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Posted by Natalie Petouhoff on January 27, 2010
Many of my clients have asked, "How should I use Twitter for customer service?" There are many applications that are adding Twitter as part of the contact center apps. But today I'd like to talk about the basics of using Twitter. I spoke with Anne Wood, the Head of Knowledge Management at Carphone Warehouse to learn about how they entered into Twitterland.
The Carphone Warehouse (CPW) is Europe's leading independent retailer of mobile phones and services, with over 2,400 stores in 9 countries. Their customers were already posting comments on Twitter and other places in the cloud. CPW made the decision to publicly acknowledge customer complaints and harness the power of saying, “I’m sorry,” using Twitter as part of their customer service technology. CPW’s approach on Twitter started with two accounts @guy1067 and @carphoneware and eventually they added more.
Anne told me,
"We realized we can’t control whether customers are complaining or the content of the complaints they post in the cloud. We also realized customer complaints are a positive driving force for changes that need to happen within our company.”
CPW finds that customers turn to Twitter for a number of reasons:
Anne told us that there is not a deluge of compliants in Twitter as many companies fear. In an average week CPW gets 80-100 customers service tweets. Of these, 12-15 might require action beyond the traditional tweet response. Three to five of them might require escalation to the customer service team. In addition to the customer service tweets, CPW sends out between 50-75 corporate-related tweets from their @carphoneware or @shaneatcarphone. These include share price information, links to press releases and interesting articles. In addition to tweets, CPW also retweets posts which total ~100-200 across all accounts per week. CPW also retweets interesting posts from Geek Squad, BestBuy and TalkTalk that they believe customers will value from the information in them.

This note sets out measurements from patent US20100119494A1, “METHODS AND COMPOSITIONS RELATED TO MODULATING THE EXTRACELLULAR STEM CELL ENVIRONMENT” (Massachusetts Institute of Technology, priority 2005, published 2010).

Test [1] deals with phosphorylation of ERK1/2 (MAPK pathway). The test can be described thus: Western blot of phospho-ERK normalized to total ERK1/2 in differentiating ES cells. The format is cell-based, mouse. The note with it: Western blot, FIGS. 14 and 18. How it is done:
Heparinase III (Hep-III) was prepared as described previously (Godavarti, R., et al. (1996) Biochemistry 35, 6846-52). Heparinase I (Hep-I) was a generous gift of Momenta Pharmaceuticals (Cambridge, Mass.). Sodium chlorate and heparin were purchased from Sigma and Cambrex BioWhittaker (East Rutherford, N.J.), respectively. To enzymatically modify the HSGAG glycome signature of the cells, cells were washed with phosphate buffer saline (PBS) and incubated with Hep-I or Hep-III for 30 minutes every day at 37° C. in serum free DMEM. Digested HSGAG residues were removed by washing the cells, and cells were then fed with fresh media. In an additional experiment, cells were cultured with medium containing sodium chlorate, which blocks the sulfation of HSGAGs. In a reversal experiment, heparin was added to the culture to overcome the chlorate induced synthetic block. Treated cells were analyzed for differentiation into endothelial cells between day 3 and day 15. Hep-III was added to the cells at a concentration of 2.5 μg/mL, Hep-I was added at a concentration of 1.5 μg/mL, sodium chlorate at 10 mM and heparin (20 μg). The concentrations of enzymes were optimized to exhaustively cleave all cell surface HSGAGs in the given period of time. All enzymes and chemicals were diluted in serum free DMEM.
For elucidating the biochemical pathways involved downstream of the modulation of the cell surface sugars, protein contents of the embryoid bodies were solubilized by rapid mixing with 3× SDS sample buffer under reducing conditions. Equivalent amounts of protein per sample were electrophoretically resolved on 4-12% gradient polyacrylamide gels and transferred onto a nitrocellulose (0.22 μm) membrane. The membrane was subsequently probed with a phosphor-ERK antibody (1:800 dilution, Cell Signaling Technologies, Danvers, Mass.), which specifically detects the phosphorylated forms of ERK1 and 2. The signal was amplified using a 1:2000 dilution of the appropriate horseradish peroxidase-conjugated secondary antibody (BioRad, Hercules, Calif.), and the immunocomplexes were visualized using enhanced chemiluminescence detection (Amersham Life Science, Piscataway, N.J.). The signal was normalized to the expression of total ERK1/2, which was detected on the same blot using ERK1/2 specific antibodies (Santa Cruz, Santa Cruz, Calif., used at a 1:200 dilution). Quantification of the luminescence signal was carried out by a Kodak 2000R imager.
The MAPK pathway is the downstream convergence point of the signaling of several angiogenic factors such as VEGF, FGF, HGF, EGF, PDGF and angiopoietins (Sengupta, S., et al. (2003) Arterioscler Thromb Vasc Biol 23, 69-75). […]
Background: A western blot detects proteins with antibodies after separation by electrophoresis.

Guy Stephens, CPW's Online Help and Knowledge manager told us,
“We get positive and public feedback when we resolve an issue, just as we get negative publicity when we have created an issue. However, unlike resolving an issue via email or on the phone, the use of twitter immediately puts the problem and its potential resolution or lack of resolution in to a public space. What has changed is not that people complain or complain publicly, it is that we respond and our response is public, as is our acknowledgement of the complaint. Twitter is almost like the pane of glass one looks through at a restaurant to see how the kitchen is run. It affords the opportunity for the customer to see through and watch how their complaint is handled.”
Here's what a CPW customer told us,
“…in desperation, I turned to Twitter to try to penetrate what felt like the huge, uncaring behemoth of Carphone Warehouse. And I found Guy Stephens, the company’s knowledge and online help manager, who appeared to be tackling customer rage in a passionate, empathetic manner on Twitter. I tweeted him at 8 PM. By 8:07 PM, he replied. I was unconditionally blown away. Three months of torturous phone calls with the contact center had gotten me no where. But via social media, I felt listened to within minutes and my problem was solved within a few days.”
Twitter not only improved customer sentiment towards the CPW brand, but also offered new channels for a range of customer service interactions where they could respond to customer complaints and feedback more quickly than ever before as well as proactively provide information to customers. The report on how CPW is using Twitter for Customer Service provides more detailed examples.
If you would like to read the actual report, it's 17 pages!Click here!
For more information, contact me at @drnatalie or firstname.lastname@example.org
Other documents in this series on Customer Service and Social Media!The first part of each listing is the link is to the Forrester Case Study or document and the second part of each title has a link to the story on my blog-- that way if you are not a Forrester client (yet ;-) ) you can see some of the results and start taking action!